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Solzhenitsyn’s Warning

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While clearing out a storage room filled with books, I came across a slim volume, A World Split Apart, the text of Aleksandr Solzhenitsyn’s 1978 Harvard commencement address. I remember listening to the speech at the time and being disconcerted by the petulant commentary it elicited. Solzhenitsyn had been in the United States only three years, having been expelled by the Soviet government and living as a recluse in Vermont. The consensus—certainly among the great and the good of Cambridge, Massachusetts—was that he was an ultranationalist, a reactionary, and, above all, an ingrate. At the time, I thought the reaction peevish and beside the point. Rereading the speech, it seems even more urgent that we pay heed to his excoriating critique of Western liberalism.

Solzhenitsyn did misunderstand some of the key elements of Western, and specifically American, liberal democracy. He was no democrat, although he unreservedly opposed cruel and arbitrary government. It is true, too, that his deep religious faith and mystical belief in Russia’s destiny were and remain alien to most non-Russians. And it is true, as well, that he had cordial if cautious relations in the early 2000s with Vladimir Putin, although he was staunchly in favor of letting the Soviet Union’s subject nations, including even Ukraine, go their own way.

But what matters now as it did then is his critique of us. We have just seen a feckless House of Representatives pass a ludicrous impeachment of a Cabinet secretary by one vote—and then skip town while avoiding a vote on aid to Ukraine. We have seen the West’s inability to prevent the murder, by direct or indirect means, of a heroic dissident, Alexei Navalny, and the gleeful insouciance of the Russian dictator hours after it was reported. We have seen a foreign war used as an excuse to hound Jews on campuses and in the streets, and we have the horrifying spectacle of a possible return to the presidency of one of the most corrupt and dangerous politicians in American history. Which makes it worthwhile to return to Solzhenitsyn’s speech, a dark reflection for a different dark time.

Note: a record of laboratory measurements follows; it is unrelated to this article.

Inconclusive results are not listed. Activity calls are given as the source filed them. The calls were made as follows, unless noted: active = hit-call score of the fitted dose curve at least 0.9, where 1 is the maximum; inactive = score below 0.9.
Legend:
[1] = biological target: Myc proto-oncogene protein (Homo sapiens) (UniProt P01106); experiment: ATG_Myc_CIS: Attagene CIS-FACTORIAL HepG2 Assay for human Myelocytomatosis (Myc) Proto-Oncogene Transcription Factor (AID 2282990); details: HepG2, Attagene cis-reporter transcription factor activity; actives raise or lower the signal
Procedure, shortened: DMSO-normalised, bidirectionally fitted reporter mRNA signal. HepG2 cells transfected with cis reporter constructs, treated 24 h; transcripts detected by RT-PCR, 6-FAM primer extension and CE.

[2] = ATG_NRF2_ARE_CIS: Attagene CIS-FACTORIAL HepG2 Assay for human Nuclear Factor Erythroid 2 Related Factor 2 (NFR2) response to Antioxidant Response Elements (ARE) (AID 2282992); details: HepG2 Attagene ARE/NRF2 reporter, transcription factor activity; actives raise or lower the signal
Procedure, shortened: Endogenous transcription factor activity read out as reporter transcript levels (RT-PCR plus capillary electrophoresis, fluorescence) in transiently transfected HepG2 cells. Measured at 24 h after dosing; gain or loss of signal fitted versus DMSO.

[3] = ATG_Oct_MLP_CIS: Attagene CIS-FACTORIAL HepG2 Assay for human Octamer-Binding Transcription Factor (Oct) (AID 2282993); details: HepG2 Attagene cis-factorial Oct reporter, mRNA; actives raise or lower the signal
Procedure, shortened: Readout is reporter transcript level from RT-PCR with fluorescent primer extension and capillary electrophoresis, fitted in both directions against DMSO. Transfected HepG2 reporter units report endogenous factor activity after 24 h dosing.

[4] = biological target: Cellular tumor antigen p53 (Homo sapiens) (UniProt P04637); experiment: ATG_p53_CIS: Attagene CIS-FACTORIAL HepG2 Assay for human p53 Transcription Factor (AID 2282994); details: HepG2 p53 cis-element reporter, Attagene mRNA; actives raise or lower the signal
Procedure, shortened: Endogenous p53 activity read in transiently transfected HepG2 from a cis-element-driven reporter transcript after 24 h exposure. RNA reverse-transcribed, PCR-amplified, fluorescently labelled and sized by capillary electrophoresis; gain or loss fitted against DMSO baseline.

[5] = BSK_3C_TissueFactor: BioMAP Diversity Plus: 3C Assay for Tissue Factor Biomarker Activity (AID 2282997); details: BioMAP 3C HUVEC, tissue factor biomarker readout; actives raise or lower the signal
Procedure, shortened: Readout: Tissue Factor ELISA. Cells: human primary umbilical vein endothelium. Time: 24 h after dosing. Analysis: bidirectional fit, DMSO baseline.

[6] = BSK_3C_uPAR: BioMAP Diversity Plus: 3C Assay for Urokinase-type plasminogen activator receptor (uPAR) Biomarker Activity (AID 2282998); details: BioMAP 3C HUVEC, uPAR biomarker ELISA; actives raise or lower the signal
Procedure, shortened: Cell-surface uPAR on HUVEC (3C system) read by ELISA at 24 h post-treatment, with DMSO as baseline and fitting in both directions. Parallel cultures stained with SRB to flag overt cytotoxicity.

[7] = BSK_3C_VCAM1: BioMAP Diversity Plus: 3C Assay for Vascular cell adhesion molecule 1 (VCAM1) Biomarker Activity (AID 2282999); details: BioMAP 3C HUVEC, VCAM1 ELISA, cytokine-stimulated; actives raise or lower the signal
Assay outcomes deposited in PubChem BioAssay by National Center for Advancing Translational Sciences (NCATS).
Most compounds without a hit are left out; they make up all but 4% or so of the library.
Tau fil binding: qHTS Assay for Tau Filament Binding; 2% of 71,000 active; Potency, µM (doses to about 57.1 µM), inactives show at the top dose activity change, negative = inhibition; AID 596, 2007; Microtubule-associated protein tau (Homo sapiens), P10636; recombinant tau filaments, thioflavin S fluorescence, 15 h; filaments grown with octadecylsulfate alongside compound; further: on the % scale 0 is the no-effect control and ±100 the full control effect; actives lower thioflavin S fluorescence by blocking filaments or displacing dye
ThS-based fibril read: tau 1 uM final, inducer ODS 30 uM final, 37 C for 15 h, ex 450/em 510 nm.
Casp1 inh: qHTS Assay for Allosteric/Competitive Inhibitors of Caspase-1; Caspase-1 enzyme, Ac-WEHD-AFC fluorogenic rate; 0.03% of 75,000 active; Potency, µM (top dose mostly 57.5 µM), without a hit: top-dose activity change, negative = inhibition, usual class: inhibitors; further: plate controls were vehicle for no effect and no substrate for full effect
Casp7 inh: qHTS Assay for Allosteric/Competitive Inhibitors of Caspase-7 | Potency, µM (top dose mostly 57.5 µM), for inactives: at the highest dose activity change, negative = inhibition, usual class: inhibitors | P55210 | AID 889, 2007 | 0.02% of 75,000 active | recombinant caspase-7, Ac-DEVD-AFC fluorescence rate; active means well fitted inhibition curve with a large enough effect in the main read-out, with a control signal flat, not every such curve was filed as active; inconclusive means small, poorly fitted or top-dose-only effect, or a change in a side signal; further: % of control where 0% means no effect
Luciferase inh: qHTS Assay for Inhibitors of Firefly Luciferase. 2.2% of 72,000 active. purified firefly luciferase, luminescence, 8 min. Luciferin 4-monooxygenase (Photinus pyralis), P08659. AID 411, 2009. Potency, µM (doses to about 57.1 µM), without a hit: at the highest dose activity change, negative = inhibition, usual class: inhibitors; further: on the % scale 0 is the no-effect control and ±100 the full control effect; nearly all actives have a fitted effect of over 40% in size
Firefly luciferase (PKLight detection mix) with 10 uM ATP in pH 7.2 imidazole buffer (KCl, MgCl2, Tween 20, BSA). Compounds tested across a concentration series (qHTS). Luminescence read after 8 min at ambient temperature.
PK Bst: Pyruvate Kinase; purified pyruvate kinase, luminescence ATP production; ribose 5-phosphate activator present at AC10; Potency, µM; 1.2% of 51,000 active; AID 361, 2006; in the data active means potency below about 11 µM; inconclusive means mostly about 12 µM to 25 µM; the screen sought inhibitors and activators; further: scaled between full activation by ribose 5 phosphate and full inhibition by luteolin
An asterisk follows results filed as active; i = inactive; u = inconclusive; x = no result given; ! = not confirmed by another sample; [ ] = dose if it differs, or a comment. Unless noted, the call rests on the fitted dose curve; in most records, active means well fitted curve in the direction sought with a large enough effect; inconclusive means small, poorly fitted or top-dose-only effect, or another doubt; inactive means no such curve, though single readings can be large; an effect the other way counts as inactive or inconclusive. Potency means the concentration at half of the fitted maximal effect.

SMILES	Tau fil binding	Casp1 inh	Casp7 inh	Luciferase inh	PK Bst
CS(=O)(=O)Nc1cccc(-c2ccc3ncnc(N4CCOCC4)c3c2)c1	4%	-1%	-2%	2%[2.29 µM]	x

The speech begins with a slap to our face: “A decline in courage may be the most striking feature that an outside observer notices in the West today.” That is as true now as it was then, possibly truer. At home, a great political party collapses in craven subservience to a demagogue. Abroad, we fear to arm Ukraine adequately to defeat a monstrous aggressor; we fear to punish an Iranian regime that has repeatedly sought to kill our people and occasionally succeeds; we fear to face the fact that all of us in the liberal-democratic world are spending way less than what we need to defend ourselves.

Domestically, we fear to dissent from the orthodoxies of our respective subcultures. Nowhere is this more true than among those who should prize intellectual courage, as Solzhenitsyn did. “Your scholars are free in the legal sense, but they are hemmed in by the idols of the prevailing fad.” When the nonpartisan Foundation for Individual Rights and Expression consistently rates America’s oldest and most prestigious university one of the very worst for freedom of speech, something is deeply amiss. And that is, of course, Harvard, the very university at which Solzhenitsyn spoke, whose motto is Veritas—“Truth.”

One is hard-pressed today to name more than a handful of truly courageous professors, deans, and university presidents willing to jeopardize their careers and their social standing by taking unpopular stands—unyielding opposition to DEI rules and bureaucracies, for example. The very notions that reasonable people can disagree on important matters, that one’s point of view reflects individual thought rather than identity or tribe, and that physical intimidation has no place in civilized politics are all at risk.